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ROLL NO.- 11
This is a defendant’s appeal arising out of a suit for recovery of compensation for damages
suffered by the plaintiff by an act of defendants. Plaintiff’s case was that he had made
constructions of 16 shops on the old foundations of the building known as Garhi and the
defendants 2 and 3 illegally demolished these constructions. By this demolition plaintiff
suffered a loss of Rs. 1,000. It was asserted that demolition after this notice was bad as the
notice was served at the time when the plaintiff was out of station. The action was said to be
mala fide. The plea of the defendants was that the constructions had been made by the
plaintiff without giving the notice of intention to erect the building under Section 180 of the


In Town Area Committee vs. Prabhu Dayal, the plaintiff made certain construction without
complying with the provisions of the U.P. Municipalities Act. The defendants demolished the
construction. The plaintiff sued the defendants contending that the demolition was illegal as some of
the officers of the Town Area Committee were acting maliciously in getting the construction
demolished. The Allahabad High Court held that the demolition of a building illegally constructed
was perfectly lawful. The court did not investigate the question whether the act was done
maliciously or not as the same was considered to be irrelevant. In the words of Hari Swaroop,J. ‘The
plaintiff can get compensation only if he proves to have suffered injury because of an illegal act of
the defendant and not otherwise Malice does not enter the same at all. A legal act, though
motivated by malice, will not make the action liable to pay damages merely because some offer has
malice against a citizen who has committed a wrong will not render the action of the authority
invalid if it is otherwise in accordance with law. Mere malice cannot disentitle a person from taking
recourse to law for getting the wrong undone. It is, therefore, not necessary to invigilate whether
the action was motivated by malice or not.’ According to the plaintiff the notice under Section 186 of
the U.P Municipalities Act was bad as it gave to the plaintiff only two hours’ time to demolish the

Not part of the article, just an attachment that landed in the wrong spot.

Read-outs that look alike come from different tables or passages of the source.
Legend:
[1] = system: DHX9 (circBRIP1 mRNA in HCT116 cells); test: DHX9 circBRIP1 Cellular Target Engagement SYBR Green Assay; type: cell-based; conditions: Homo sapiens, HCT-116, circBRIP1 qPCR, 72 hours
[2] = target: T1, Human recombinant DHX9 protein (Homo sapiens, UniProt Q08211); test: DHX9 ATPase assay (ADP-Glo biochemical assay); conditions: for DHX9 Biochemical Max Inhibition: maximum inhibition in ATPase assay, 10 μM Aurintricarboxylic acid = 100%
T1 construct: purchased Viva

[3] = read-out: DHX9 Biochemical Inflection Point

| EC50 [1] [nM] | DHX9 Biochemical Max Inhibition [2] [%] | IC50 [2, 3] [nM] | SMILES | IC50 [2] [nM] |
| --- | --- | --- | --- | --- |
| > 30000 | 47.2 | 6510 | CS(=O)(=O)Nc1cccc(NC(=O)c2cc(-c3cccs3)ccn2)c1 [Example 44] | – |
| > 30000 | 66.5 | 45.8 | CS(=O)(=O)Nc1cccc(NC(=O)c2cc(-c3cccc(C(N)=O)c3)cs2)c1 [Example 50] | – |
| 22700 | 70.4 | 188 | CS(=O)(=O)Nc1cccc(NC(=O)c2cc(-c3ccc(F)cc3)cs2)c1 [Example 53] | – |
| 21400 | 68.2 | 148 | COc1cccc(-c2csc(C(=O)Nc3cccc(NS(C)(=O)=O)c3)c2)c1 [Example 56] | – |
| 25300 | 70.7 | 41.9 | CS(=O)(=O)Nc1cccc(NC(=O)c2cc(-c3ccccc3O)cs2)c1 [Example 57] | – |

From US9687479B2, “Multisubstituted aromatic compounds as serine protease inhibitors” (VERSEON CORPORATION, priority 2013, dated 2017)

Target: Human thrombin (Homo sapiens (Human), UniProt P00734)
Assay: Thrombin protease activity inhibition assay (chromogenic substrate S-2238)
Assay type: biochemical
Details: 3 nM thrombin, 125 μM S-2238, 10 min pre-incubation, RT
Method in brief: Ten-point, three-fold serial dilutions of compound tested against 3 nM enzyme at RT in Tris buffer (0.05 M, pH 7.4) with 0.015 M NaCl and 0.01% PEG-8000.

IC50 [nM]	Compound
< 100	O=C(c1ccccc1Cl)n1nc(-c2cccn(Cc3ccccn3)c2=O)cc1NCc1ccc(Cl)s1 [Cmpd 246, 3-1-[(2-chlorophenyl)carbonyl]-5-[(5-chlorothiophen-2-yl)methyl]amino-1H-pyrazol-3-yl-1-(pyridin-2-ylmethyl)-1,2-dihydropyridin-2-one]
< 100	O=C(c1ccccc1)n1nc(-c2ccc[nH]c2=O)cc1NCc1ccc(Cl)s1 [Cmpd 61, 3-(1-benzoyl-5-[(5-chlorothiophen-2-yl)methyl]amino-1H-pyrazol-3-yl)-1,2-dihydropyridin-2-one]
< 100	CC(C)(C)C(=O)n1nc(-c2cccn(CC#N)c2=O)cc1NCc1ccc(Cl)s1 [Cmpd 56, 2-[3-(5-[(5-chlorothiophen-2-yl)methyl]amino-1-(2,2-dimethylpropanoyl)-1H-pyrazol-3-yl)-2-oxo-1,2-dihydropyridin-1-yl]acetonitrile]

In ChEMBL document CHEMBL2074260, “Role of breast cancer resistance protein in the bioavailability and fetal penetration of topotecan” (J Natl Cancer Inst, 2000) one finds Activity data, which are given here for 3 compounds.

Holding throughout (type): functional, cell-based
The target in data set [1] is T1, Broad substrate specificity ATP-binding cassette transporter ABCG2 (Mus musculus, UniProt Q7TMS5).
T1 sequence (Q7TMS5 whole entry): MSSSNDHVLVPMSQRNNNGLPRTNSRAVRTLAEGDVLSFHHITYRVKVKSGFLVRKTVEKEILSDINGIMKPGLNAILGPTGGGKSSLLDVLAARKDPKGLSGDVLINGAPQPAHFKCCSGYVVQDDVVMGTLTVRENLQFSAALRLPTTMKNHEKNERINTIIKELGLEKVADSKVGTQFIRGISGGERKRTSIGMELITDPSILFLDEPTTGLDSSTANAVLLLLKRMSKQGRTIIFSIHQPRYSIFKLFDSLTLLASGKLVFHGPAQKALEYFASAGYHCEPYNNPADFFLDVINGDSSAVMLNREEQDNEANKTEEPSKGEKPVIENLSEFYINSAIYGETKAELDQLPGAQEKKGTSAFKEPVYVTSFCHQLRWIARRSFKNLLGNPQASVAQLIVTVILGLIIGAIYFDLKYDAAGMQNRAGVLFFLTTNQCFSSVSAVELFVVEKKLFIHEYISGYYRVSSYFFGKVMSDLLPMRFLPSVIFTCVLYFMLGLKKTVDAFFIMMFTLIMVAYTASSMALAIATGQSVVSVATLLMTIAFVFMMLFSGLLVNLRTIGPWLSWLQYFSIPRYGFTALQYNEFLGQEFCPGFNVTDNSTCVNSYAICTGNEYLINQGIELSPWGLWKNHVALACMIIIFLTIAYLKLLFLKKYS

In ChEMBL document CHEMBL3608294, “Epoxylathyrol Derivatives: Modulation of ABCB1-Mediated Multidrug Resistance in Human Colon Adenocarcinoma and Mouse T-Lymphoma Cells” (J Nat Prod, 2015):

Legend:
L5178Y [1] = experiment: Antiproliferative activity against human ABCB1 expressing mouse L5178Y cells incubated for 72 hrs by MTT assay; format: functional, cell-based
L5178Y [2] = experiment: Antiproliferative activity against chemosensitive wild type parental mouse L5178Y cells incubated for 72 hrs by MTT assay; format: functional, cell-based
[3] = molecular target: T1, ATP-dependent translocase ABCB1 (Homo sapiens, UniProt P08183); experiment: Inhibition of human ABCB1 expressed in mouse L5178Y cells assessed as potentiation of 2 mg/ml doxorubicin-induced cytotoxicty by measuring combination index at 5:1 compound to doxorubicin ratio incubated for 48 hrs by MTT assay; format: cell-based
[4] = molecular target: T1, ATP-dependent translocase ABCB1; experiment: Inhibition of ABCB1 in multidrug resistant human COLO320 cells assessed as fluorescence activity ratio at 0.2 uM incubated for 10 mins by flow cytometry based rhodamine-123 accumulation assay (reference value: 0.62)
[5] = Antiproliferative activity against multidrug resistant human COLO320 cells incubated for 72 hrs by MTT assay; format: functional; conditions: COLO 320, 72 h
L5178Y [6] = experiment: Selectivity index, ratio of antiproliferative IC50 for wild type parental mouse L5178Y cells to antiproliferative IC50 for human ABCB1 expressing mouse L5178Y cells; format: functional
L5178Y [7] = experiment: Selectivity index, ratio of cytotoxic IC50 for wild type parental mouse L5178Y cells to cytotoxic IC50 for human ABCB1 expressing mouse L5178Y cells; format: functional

constructions and not a reasonable time as contemplated in Section 302 of the Act.

1. Can Malice disentitle a person from taking course of law?
2. Can plaintiff suffer legal injury because of an illegal act?

The plea of the defendants was that the constructions had been made by the plaintiff without
giving the notice of intention to erect the building under Section 178 and without obtaining
the necessary sanction under Section 180 of the Act. It was denied that the action was mala
fide and it was asserted that the notice to demolish the constructions had been given earlier on
18th December requiring the stoppage of further construction and removal of constructions
already made and when it was not compiled with, an order had been passed by the District
Magistrate directing the Town Area Committee to take action under Section 186. Thereafter
another notice was given on December 21 which also was not complied with and only then
the building was demolished in accordance with law. On these grounds it was alleged that the
plaintiff was not entitled to claim any damages. The trial Court held that the plaintiff had
made constructions without complying with the requirements of Section 178 and obtaining
sanction as required under Section 180 of the Act. It also found that the provisions had been
made applicable to the town area and in the absence of necessary sanction the Board had a
right to demolish the constructions. The trial Court further found that notice had given
reasonable time because the earlier notice had not been complied with. On these findings the
trial court dismissed the suit. The plaintiff went up in appeal. As the plaintiff has failed to
prove that he had suffered injuria in the legal sense, he is not entitled to get any
compensation. In the result, the appeal is allowed, the decree of the lower appellate court is
set aside and that of the trial court restored. In the circumstances of the case parties will bear
their own costs.


In the above discussed case one can say that the demolition was not done in
accordance with law as the notice did not give reasonable time, and hence the
municipal board was liable to pay damages. Had the plaintiff made a complaint that
he had suffered a loss because the demolition was done the same day and he would
not have suffered loss if greater time had been granted for demolishing the illegal
constructions, that would have been a different matter. The case of the plaintiff was
that he had a right to maintain the building and the action of Board was bad because it
was a mala fide. In this plea the time factor ceases to be of any importance. The notice
cannot in these circumstances be said to be such as to make the consequential action
illegal. There is no merit in the contention of the learned counsel that the plaintiff had
suffered injuria by the act of the demolition of the building because he had a
fundamental right to hold and enjoy the property even though it was constructed
without prior sanction from the municipal authorities. There is no right to enjoy
property not legally obtained or constructed. A person has been given by law a right
to construct a building, but that right is restricted by various enactments, one of which
the U.P Municipalities Act.